Kingfisher - Brian Rogers Flickr CC
Kingfisher, Brian Rogers, Flickr Creative Commons

If ever there were a bird of contradictions, it’s the Eurasian kingfisher. It lives fast and dies young. The most one is ever likely to see of it is a streak of electric blue passing a few feet above the water. Its call is a short ‘peep’, a warning, perhaps, to get out of its way.

Eurasian kingfishers are hungry birds and require about a kilometre of riverbank to sustain their enormous appetites. They will defend this stretch ferociously, and will drive out their own young once they leave the nest. They rarely live longer than a season and are terribly susceptible to cold winters. In the harsh winter of 1962-3 almost 90% of kingfishers in Britain died.

They might look the very model of pristine beauty, but cleanliness is not their thing. They nest in burrows which they dig into the soft mud of riverbanks. Rather than clean the nest they allow a stinking mess of droppings and fish bones to accumulate in the back of the burrow, which gradually pushes the chicks out towards the water as they mature.

In coat of orange, green, and blue
Now on willow branch I view
Grey waving to the sunny gleam
Kingfishers watch the ripple stream
For little fish that nimble bye
And in the gravel shallows lie.

John Clare, from The Fens

In Greek mythology kingfishers were associated with tranquility. Mark Cocker, in his magnificent book Birds and People, writes of Halcyon who was the daughter of Aeolus keeper of the wind and married Ceyx, one of the sons of the Morning Star. In an act of teenage hubris the lovers styled themselves as Hera and Zeus. Such an attitude annoyed the grumpy old god so much that he killed Ceyx in a thunderstorm at sea. But hubris does not rule out love, and Halcyon was so distraught at her husband’s death that she joined him by drowning. At this, Zeus’s heart must have melted a little for he turned the pair into kingfishers. For some strange reason they wanted to build their nest upon the waters of the sea. Aeolus, now a more watchful father, calmed the wind for them so they could rear their chicks safely. This period became known as the Halcyon Days, a spell of calm in the middle of winter.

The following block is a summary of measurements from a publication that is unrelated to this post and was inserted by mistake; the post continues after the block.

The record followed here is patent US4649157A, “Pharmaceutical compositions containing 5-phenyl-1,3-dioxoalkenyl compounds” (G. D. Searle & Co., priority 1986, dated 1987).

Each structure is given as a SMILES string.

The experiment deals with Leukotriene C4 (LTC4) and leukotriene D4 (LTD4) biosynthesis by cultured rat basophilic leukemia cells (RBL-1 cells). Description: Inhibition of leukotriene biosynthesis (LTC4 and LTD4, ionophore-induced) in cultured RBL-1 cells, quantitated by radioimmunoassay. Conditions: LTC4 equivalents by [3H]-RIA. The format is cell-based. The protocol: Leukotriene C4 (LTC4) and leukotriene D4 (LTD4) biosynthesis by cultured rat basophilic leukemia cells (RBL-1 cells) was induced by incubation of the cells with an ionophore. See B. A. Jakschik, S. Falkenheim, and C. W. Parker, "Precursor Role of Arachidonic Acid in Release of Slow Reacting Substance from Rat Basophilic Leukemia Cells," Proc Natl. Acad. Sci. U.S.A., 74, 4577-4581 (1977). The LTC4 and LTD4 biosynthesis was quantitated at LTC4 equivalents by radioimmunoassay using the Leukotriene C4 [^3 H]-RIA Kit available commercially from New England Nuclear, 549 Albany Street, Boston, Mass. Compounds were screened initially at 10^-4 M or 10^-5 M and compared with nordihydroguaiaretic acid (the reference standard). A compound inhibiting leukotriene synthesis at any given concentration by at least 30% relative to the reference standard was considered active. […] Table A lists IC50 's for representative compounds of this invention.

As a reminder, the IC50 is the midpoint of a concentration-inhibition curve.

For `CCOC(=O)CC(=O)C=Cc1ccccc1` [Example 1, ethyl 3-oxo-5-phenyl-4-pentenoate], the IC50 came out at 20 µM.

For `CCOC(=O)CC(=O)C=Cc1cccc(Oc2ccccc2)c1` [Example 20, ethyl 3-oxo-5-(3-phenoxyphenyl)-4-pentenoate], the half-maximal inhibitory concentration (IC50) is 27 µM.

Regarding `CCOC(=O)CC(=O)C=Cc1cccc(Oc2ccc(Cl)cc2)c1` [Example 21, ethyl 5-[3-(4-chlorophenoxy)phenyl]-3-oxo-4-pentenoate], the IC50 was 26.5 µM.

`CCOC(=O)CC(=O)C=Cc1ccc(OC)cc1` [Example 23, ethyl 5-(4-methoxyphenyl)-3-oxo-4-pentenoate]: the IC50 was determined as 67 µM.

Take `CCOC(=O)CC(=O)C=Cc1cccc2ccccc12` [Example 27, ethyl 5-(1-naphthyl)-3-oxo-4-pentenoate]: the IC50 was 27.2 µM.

Halcyonidae is a genus of tree kingfishers, most of which hunt on land.

still pool
cut by a river
kingfisher

Advertisements

5 thoughts on “Bird of Paradox: the Kingfisher

  1. I read your post to the “peep, peep” of a kingfisher fishing outside my window. I never realised their lives were so short and it has me wondering about the life of our little visitor.

    Like

      1. Thank you, that was wonderful and has raised more questions for me to search answers for. I loved the tiny hide, too! We’ve had our visitor (or visitors) for at least 11 years, and it’s high time I found out more about him/her.

        Like

  2. They are interesting li’l’ critters. Of course your visitor won’t have been just one. I wonder if they’re related? I like the idea of a dynasty of kingfishers: it goes with their rather splendid appearance and dashing style.

    Like

Leave a Reply

Fill in your details below or click an icon to log in:

WordPress.com Logo

You are commenting using your WordPress.com account. Log Out / Change )

Twitter picture

You are commenting using your Twitter account. Log Out / Change )

Facebook photo

You are commenting using your Facebook account. Log Out / Change )

Google+ photo

You are commenting using your Google+ account. Log Out / Change )

Connecting to %s